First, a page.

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David J. Bush

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Twixt_Fanatic's picture
Joined: 03/08/2019
Five possible board arrangements

Hi there. I have a few games entered into the Board Game Geek db, but nothing published yet. My main game I would really like to sell is called Lazo, a two player abstract three dimensional tile stacking game. There are lots of decisions I could definitely use some help with. For example:

2p abstracts are not the most popular genre. I would like to create another game that uses the same board and pieces plus two more sets of pieces in different colors. I call this game Clamber. I have a pretty good idea what the rules will be, but would be open to suggestions. The idea would be, the box will be labeled as "Lazo & Clamber" or maybe "Clamber & Lazo." There are specific mechanisms I want to include, and I have an initial notion what the rules for Clamber should be, but I need to playtest with Zillions of Games or Axiom or AI AI first. (I already have a Zillions module for Lazo, called Loop Game.)

I'm working on a rules booklet and videos to explain Lazo. I've been told this is a difficult game to understand. My goal is to make the rules as clear as possible.

I have tiles and ten board sections from a laser cutting service. I want to cast molds and make sets with Alumilite. A significant level of precision is necessary for the game to work. Advice from casters would be appreciated.

I plan to self publish, but if I can sell my game to a company that can make it accurately enough, that would probably be better. They might not like my modular board sections idea, and would prefer I choose a single board shape. I attach an image of a sheet to be included in the box, which shows ways to put the sections together. Oh, and I would appreciate verification of those translations.

I wouldn't mind if my other games were published as well. I also have designed a sort of parlor trick, which might fall outside the scope of this website.

EDIT: I should add that I do not expect detailed responses here, just "Post in forum A about this, forum B about that" sort of reply. Thanks.

Pleased to meetcha.

Joined: 06/09/2017
hi. and welcome to bgdf i

hi. and welcome to bgdf
i think your right that 2 player abstracts are a hard sell. there is a strange thing that happens with abstacts and new players. the lack of theme makes people think the game is harder (or rather thinky-er) than they (usually) are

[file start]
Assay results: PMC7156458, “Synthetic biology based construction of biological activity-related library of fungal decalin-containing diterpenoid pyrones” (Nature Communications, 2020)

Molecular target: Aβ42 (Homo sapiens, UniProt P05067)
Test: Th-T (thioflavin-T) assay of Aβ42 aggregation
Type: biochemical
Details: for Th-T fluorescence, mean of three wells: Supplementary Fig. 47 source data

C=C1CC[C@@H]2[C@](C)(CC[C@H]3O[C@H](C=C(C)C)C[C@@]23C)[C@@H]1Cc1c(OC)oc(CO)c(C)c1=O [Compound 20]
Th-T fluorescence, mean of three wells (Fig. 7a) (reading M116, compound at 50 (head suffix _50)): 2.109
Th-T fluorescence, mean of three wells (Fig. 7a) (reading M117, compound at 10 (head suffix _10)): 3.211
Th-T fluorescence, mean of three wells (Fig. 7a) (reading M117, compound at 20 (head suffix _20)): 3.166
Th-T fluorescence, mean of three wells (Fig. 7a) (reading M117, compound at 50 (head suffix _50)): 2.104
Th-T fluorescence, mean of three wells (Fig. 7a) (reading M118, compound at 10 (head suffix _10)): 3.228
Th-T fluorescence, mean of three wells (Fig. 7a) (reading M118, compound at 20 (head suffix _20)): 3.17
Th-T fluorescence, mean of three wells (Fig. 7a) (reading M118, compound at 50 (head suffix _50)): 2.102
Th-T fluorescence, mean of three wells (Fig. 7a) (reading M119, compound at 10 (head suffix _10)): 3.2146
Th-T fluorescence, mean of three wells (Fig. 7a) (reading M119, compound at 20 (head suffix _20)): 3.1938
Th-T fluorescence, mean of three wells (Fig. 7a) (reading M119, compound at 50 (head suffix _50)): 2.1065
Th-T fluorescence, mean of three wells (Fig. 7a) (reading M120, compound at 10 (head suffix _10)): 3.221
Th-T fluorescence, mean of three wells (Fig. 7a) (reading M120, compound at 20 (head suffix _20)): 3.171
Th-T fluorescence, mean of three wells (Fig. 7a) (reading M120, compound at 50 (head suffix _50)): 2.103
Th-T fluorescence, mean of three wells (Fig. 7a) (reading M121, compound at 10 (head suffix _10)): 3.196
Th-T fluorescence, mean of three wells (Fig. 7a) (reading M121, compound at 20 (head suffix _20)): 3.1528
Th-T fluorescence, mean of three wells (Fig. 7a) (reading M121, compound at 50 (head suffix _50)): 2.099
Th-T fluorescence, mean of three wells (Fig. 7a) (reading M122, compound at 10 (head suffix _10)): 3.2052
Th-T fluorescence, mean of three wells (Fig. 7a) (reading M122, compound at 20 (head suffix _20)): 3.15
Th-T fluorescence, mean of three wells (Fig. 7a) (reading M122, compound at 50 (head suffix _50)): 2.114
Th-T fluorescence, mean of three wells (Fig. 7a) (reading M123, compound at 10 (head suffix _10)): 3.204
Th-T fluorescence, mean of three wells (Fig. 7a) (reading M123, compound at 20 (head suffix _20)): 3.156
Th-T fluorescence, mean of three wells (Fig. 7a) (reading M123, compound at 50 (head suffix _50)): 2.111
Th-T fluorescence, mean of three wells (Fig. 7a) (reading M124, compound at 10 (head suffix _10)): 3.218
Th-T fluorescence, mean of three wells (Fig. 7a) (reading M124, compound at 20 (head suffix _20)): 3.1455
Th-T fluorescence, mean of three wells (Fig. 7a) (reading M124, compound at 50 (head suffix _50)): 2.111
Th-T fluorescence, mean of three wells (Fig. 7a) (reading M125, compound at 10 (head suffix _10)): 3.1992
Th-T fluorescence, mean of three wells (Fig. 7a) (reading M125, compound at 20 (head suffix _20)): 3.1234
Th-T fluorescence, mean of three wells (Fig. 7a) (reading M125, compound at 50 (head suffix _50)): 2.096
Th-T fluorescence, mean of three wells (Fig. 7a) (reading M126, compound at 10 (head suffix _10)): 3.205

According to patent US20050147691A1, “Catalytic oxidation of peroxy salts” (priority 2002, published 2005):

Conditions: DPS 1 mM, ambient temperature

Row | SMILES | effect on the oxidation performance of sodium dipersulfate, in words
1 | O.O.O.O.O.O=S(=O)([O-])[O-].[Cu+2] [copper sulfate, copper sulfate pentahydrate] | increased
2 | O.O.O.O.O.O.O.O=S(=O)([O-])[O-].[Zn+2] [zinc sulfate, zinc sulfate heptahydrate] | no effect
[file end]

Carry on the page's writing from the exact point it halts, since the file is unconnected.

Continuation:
i have a friend that is happy to play monopoly, cluedo and even some lighter modern games like fluxx and zombie dice. nothing to hard or long. i tried to introduce him to beckgammon and got as far as setting it up before they decided that it looked "too boring and complicated" and we played fluxx again. so i made a new board (stretched it out so it was a line not a u shape) and used some minis instead of discs. long story short they picked it up in 5 minutes and now its one of there favorite games (i have since explained its just backgammon). admittedly my friend isnt the sharpest tool in the box, and i would always argue the mechanics are more important than theme, some people just like bright colours and shiny things.
but thats not what your asking. you can make a blog or forum (like this one) on this site or link to your wiki.
i think i understood the idea but the rules are not great. its mainly the order of things though. for instance you should tell people within the first few lines how they win, or at least the general aim ( in this case the surrounding of the enemy pieces.) all players need to know about the tiles to begin is that they stack and each player takes a colour.

evansmind244's picture
Joined: 04/09/2015
Set some Goals and Reach them

David, you are in the world of innovation. There is only one way to the realization of your dreams.
1) define the desired Outcome: None of this "I plan to self publish, but if a Miracle happened and a company wanted to publish my game, and they could make it good enough, then that would be better". If you want to self publish...that is the Goal. If you want to sell your idea that's a completely different Goal.

2) What are the rules? How can you make them more clear? When are you getting your game play-tested? Why Alumilite? Is it cost effective? Is there another way to make the game (3D printer)? If your game isn't the most popular genre how can you change that? WOB gave an incredible example of Marketing with his/her friend that ended up liking a game they initially didn't want to play.

You've got to define your questions and ask them directly to this forum. Put the lack of Confidence and Direction aside. It won't help you get anywhere!!!! Now is the time for STEEL like determination, and a Resolve to NEVER QUIT!!!!!!!!!!!!!!!!!!!!

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